Indian National Charged with Aggravated Sexual Abuse while Working as a U.S. Military Contractor in Afghanistan
An Indian national arrived in the U.S. yesterday after being ordered detained and removed to the U.S. for the alleged sexual assault of a U.S. national on a military base in Afghanistan.
Assistant Attorney General Brian A. Benczkowski of the Justice Department’s Criminal Division, U.S. Attorney Jessie K. Liu of the District of Columbia, Special Agent in Charge Ansuman Baral of the U.S. Army Criminal Investigation Command's Bagram, Afghanistan Field Office and Assistant Director in Charge Timothy R. Slater of the FBI’s Washington Field Office made the announcement.
Lokesh Naik, 35, of India, was charged by a federal grand jury in the District of Columbia on Nov. 6, 2019, with two counts of aggravated sexual abuse and one count of abusive sexual contact. U.S. military authorities in Afghanistan arrested Naik on Nov. 8, 2019, and his initial appearance was held before U.S. Magistrate Judge Harvey via video teleconference, at which time Naik was ordered detained and removed to the United States pursuant to the Military Extraterritorial Jurisdiction Act (MEJA). Naik arrived at Joint Base McGuire-Dix-Lakehurston by a military transport aircraft in the custody of Deputy U.S. Marshals.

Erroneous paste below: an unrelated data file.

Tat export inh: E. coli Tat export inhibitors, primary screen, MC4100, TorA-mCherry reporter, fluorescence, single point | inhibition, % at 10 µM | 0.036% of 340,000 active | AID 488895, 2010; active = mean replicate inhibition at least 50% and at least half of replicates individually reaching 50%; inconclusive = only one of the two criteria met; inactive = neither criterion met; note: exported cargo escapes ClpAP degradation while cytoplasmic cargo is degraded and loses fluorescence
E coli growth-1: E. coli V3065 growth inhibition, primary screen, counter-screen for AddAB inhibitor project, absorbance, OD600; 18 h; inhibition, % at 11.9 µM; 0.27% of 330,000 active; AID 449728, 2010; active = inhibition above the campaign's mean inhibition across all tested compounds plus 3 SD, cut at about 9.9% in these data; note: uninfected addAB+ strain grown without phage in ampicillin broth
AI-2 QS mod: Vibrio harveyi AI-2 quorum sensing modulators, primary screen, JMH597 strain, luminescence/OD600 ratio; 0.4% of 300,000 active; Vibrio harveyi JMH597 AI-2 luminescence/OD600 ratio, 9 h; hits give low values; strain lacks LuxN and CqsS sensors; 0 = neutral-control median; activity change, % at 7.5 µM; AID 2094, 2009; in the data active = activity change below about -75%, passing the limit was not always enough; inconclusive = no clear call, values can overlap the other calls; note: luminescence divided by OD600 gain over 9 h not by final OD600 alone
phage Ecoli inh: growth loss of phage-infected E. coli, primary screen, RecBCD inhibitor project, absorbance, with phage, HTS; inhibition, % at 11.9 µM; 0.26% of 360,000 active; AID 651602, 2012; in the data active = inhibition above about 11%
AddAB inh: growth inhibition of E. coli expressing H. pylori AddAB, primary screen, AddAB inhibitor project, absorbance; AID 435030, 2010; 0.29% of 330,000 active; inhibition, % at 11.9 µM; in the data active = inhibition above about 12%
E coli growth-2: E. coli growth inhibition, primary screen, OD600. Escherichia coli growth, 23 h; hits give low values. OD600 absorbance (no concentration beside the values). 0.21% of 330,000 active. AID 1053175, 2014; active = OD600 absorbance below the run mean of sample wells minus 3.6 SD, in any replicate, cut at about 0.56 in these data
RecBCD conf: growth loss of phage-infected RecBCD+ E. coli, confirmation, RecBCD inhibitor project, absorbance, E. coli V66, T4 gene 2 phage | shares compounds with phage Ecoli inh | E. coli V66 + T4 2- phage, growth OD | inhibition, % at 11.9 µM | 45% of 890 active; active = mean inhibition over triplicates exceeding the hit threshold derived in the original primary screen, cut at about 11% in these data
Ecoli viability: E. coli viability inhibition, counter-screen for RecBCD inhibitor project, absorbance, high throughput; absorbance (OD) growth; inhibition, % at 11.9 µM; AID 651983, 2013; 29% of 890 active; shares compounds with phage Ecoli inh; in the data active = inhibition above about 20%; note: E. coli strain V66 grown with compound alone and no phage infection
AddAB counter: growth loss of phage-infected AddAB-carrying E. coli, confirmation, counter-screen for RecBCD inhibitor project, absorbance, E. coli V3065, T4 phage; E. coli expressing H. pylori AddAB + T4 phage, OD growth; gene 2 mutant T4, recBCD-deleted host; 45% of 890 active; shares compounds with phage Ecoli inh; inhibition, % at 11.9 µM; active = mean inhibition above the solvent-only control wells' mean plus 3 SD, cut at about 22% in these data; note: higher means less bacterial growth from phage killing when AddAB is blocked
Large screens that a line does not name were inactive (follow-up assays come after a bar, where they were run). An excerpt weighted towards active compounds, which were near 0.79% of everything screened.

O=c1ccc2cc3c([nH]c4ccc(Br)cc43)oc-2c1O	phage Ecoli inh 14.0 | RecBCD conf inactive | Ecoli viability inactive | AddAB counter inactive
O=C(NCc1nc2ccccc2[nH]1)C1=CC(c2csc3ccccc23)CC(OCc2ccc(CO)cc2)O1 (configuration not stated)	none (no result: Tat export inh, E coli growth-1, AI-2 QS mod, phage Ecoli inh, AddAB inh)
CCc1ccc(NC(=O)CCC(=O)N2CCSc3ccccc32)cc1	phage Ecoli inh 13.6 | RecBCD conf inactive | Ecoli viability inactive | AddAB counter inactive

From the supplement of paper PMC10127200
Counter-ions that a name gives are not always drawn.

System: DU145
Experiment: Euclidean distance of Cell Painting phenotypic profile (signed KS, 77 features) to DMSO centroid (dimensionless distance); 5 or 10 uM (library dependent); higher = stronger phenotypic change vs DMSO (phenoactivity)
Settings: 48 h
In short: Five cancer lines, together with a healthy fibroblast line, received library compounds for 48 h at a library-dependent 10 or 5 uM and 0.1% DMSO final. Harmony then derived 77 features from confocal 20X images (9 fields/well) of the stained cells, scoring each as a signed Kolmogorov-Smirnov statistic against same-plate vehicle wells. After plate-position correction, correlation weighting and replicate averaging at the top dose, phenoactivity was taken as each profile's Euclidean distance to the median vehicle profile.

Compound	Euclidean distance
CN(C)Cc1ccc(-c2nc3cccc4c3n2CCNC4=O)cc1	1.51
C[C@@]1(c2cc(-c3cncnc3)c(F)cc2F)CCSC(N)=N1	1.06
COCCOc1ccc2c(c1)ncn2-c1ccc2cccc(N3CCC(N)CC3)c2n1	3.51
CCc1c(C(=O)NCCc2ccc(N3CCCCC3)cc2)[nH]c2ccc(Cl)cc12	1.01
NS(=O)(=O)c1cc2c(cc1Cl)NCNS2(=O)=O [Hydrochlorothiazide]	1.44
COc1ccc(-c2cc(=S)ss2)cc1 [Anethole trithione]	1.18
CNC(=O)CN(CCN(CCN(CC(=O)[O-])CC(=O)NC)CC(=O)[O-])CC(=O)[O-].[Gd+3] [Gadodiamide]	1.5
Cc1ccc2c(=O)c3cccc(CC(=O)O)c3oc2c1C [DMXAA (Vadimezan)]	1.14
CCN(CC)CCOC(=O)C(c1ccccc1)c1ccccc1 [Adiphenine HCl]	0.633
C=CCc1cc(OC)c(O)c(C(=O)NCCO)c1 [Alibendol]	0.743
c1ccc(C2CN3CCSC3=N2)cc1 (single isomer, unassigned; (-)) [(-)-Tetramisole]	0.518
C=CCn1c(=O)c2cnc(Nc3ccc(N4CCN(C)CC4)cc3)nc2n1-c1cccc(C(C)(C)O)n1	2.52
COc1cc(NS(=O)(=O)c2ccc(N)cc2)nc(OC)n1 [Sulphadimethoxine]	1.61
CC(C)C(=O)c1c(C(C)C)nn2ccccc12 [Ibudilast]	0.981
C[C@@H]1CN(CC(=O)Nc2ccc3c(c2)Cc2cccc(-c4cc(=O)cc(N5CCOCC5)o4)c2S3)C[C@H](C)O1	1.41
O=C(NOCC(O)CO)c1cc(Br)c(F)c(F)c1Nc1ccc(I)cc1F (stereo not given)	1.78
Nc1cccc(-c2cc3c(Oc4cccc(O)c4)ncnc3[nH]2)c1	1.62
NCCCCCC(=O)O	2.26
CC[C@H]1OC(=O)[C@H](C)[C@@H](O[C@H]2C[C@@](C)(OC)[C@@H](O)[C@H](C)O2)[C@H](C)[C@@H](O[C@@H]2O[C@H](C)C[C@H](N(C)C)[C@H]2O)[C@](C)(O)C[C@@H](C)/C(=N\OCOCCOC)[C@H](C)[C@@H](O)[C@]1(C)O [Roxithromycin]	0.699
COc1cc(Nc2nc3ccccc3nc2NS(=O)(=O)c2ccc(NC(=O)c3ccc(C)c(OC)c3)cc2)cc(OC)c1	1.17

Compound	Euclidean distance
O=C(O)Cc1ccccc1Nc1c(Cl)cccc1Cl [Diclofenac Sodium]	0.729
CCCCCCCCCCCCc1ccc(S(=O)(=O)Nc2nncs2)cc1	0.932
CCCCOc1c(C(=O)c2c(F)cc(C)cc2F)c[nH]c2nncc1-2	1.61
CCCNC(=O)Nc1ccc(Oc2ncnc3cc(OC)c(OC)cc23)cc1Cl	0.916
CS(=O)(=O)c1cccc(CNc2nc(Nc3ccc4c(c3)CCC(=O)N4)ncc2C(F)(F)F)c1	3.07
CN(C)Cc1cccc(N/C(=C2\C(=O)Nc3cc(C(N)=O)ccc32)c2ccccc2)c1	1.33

According to the indictment, on Aug. 7, while working as an employee of a U.S. military contractor on Operating Base Fenty, Afghanistan, Naik allegedly entered the room of a 24-year-old U.S. national and sexually assaulted her by force.
Trial Attorney Jay Bauer of the Criminal Division’s Human Rights and Special Prosecutions Section and Assistant U.S. Attorney Andrea Hertzfeld of the District of Columbia are prosecuting the case. The U.S. Army Criminal Investigation Command and the FBI’s Washington Field Office are investigating the case. Invaluable assistance with the defendant’s transfer to civilian custody and removal to the United States was provided by the Department of Defense, United States Central Command, U.S. Forces – Afghanistan, and the U.S. Marshals Service. The Criminal Division’s Office of International Affairs also provided valuable assistance.
The charges in the indictment are merely accusations, and the defendant is presumed innocent unless and until proven guilty.